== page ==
FORT WORTH (CBSNewsTexas.com) - Republican State Representative Charlie Geren of Fort Worth told CBS News Texas he's not happy the Republican-dominated Senate acquitted Attorney General Ken Paxton of the impeachment articles.
"I don't agree with the Senate's verdict, but I have to live with it," said Geren.
Geren said he believed the testimony from Paxton's former top deputies who accused him of abusing the power of his office.
The veteran lawmaker also criticized Paxton's decision not to tell his side of the story at his impeachment trial.
"He had the opportunity to testify at his own trial," said Geren. "He chose not to be at the trial. Not to be there. And all along, he said he wanted to tell his side of the story. He had that opportunity, he never took it."
When asked if that bothered him Geren said, "It bothers me that he decided that he didn't need to tell his side of the story after he'd been railing about that the entire time."
Geren was one of the House Impeachment Managers and one of the lawmakers who initially oversaw the investigation into Paxton.
As part of his duties, Geren was among those who laid out the case to House members Memorial Day weekend and made this accusation against the Attorney General:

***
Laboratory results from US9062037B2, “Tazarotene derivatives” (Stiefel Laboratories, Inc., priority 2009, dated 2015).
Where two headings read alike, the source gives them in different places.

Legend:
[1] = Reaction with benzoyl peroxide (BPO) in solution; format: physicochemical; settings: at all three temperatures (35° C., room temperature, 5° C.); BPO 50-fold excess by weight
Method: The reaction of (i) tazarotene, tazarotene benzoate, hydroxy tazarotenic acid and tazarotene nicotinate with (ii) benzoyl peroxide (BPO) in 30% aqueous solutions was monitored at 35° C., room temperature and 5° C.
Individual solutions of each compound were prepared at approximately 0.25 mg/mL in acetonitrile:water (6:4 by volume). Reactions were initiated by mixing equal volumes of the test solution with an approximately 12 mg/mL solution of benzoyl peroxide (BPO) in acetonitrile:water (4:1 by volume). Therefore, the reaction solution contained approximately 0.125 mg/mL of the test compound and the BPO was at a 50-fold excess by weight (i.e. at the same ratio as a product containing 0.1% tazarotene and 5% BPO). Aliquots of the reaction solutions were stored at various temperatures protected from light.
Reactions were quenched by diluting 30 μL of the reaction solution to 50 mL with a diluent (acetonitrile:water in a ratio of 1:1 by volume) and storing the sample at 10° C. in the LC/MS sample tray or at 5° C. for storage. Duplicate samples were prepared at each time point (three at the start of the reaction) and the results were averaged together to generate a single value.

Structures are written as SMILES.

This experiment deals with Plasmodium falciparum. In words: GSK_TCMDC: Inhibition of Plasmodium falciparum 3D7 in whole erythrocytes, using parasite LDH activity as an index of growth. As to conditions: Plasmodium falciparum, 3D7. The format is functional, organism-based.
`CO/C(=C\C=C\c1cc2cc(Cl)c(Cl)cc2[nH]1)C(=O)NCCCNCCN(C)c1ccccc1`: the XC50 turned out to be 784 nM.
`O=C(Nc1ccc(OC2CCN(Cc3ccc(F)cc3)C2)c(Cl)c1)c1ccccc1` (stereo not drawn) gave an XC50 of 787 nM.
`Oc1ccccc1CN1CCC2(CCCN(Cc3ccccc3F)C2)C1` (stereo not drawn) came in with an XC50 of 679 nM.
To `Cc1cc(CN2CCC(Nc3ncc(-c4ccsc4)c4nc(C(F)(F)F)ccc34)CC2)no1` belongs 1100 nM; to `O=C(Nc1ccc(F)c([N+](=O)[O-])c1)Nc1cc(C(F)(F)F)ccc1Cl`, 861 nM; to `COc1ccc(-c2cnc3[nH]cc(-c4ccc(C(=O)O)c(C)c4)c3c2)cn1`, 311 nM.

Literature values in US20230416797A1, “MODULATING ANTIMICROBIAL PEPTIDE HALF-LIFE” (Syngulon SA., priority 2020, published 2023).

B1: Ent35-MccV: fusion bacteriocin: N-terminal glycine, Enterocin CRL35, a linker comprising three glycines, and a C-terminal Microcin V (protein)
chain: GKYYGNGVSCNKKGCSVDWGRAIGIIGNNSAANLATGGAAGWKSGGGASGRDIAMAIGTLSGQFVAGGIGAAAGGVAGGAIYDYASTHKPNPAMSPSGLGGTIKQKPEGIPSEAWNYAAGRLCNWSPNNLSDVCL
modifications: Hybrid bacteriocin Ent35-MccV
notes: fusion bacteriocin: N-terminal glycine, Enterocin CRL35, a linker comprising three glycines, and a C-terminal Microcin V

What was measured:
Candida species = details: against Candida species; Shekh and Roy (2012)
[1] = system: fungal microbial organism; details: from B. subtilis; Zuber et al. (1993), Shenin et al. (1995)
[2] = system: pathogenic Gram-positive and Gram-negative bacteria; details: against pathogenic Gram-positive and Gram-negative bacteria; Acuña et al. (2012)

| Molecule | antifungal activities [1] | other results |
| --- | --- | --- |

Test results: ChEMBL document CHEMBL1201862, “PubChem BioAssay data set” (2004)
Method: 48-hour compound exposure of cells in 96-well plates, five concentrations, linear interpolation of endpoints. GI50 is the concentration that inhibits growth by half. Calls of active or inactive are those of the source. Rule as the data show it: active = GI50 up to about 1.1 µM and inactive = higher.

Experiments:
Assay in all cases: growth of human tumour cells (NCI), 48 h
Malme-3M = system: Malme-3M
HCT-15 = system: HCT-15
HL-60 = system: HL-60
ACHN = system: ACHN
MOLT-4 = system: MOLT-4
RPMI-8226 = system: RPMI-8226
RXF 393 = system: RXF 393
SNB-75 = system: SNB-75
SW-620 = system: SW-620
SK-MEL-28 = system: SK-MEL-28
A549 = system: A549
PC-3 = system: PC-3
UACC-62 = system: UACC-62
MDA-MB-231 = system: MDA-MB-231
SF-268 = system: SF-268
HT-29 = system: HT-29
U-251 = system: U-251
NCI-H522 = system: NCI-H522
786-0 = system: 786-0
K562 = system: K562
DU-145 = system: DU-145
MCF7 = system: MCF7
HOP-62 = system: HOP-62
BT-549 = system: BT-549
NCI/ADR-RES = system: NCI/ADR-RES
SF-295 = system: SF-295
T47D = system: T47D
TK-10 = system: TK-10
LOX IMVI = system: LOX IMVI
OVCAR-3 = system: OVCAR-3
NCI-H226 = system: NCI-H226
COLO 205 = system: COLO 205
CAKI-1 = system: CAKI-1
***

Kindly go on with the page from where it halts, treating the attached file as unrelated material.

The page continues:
"I would like to point out that several members of this House while on the floor of this House doing state business received telephone calls from General Paxton personally threatening them with political consequences in their next election."
Geren recounted the moment Tuesday afternoon during our interview.
"Well, it took me by surprise," he said. "I was angry. I think he really overstepped his bounds, and I believe threatening witnesses, threatening people before their vote is against the law."
After the verdicts Saturday, Lt. Governor Dan Patrick, who presided over the trial, criticized the House leadership for the way they conducted their investigation into Paxton.
"The Speaker and his team rammed through the first impeachment of a statewide official in Texas in over 100 years while paying no attention to the precedent that the House set in every other impeachment before," Patrick said Saturday.
Geren responded, "I think his comments are going to make it more difficult for the House and Senate to work together in special sessions going forward. The Lt. Governor is entitled to his opinion as I am, and I believe the House acts like a grand jury and not all grand jury testimony is under oath. I don't believe that we made an improper decision."
No word yet on what impact the friction between the Lt. Governor and House Speaker may have on the third special session Governor Abbott says he will call next month.
It will include school choice, which failed to pass in the House during the regular legislative session.
"It's early," Geren said. "I haven't talked to anybody about that since the verdict came down on Saturday."
Watch the full interview below:
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